An Earthly Fairyland The Story of Southsea Rock Gardens and the Rock Garden Pavilion
by Jackie Baynes £4.95 15 pages
Reviewed by Deane and Celia Clark December 2014
Copies available from the author, tel 02392 831461
Jackie Baynes, the author of this popular booklet, published by the Portsmouth Society in 2013, has traced the history of the Rock Gardens on the seafront at Southsea.
In 1928 Portsmouth Corporation decided to provide £3,500 for the laying out of of a triangular plot of land east of Southsea Castle as a ‘Rockery Garden’. The transformation of an area of shingle behind the beach into the Rock Gardens was undertaken as a Government backed Work Scheme, employing groups of unskilled workmen. The sunken garden contained very large Westmoreland water-worn limestones arranged into an informal non-linear layout. Its microclimate, protected against the wind, enables alpine shrubs and lawns to prosper throughout the year. It has peaceful corners with secluded seating, quiet paths and ponds, which are still there to this day. Jackie Baynes interviewed former apprentices from Portsmouth Parks Department who made a model of the Rock Gardens for the Southsea Show in 1972.
A major seafront attraction, the largest of its kind along the south coast, the Rock Gardens were very popular and drew people from far and wide. The aim was to develop a structured year-round pattern of seasonal colour. In 1934 an illuminated fountain was added on the landward side, which locals and visitors continue to enjoy. The original aviaries which our children loved – we live across the road – were closed in 1986 as an economy measure and the birds and animals were transferred to Victoria Park. In 1948 the Rock Gardens Pavilion was built alongside, linked by steps. The current building The Pyramids, with its triangular grass covered slopes which replaced it, is based on the Palais de Sport in Bercy, Paris.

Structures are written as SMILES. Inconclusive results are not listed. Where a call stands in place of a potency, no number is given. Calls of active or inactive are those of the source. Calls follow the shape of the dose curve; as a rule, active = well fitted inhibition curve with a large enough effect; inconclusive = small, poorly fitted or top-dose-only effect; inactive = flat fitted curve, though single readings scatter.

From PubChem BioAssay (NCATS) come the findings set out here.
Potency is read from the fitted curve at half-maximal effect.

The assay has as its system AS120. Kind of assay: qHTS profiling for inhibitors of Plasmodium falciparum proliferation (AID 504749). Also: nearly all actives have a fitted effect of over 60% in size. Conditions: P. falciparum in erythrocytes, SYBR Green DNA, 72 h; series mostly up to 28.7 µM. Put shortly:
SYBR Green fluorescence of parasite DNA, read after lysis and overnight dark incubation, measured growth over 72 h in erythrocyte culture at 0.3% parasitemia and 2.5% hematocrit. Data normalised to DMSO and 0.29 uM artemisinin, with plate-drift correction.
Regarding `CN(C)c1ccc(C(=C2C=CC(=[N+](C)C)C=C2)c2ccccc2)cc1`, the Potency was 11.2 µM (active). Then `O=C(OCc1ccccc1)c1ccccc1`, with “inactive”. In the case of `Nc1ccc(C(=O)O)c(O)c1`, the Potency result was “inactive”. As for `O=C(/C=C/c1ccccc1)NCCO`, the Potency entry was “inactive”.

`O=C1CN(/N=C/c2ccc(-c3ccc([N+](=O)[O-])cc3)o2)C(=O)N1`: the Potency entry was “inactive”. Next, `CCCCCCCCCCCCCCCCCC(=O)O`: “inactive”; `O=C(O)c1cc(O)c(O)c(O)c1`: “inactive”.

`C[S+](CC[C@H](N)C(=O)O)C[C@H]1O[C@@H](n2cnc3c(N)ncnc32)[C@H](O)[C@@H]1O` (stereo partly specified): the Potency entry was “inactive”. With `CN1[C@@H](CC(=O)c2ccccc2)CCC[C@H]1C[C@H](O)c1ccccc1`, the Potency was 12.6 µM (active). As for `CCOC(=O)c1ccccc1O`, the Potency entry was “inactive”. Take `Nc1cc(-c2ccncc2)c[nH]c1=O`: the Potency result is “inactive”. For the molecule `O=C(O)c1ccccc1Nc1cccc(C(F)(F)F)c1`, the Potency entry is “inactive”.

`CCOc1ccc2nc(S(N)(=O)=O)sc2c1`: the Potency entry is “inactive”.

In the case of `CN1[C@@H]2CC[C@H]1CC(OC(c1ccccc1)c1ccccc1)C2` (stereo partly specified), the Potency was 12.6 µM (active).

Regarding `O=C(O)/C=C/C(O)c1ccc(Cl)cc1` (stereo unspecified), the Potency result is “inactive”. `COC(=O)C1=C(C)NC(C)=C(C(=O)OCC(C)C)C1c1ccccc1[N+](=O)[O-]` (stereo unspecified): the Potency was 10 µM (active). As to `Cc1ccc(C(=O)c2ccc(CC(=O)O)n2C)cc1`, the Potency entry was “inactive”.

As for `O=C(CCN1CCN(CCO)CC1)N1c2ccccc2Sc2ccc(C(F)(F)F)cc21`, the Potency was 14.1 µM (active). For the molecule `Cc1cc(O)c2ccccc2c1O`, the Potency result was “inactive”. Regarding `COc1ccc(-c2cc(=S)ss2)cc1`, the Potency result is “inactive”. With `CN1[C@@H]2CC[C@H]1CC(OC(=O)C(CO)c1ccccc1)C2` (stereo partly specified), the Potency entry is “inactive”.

Later sustainable planting including scented plants was added and improvements were made to the design and layout. In 1949 the sea flooded the gardens, and this happened again in 1987 and on February 5 in 2014. Rapid action to pump out the seawater and saturate the gardens with fresh water saved the majority of the planting, which is now maintained by an enthusiastic band of volunteers and city council staff. Members of the Hampshire Gardens Trust visited the Rock Gardens after a Conservation Meeting at our house, and we can recommend a visit when in Southsea.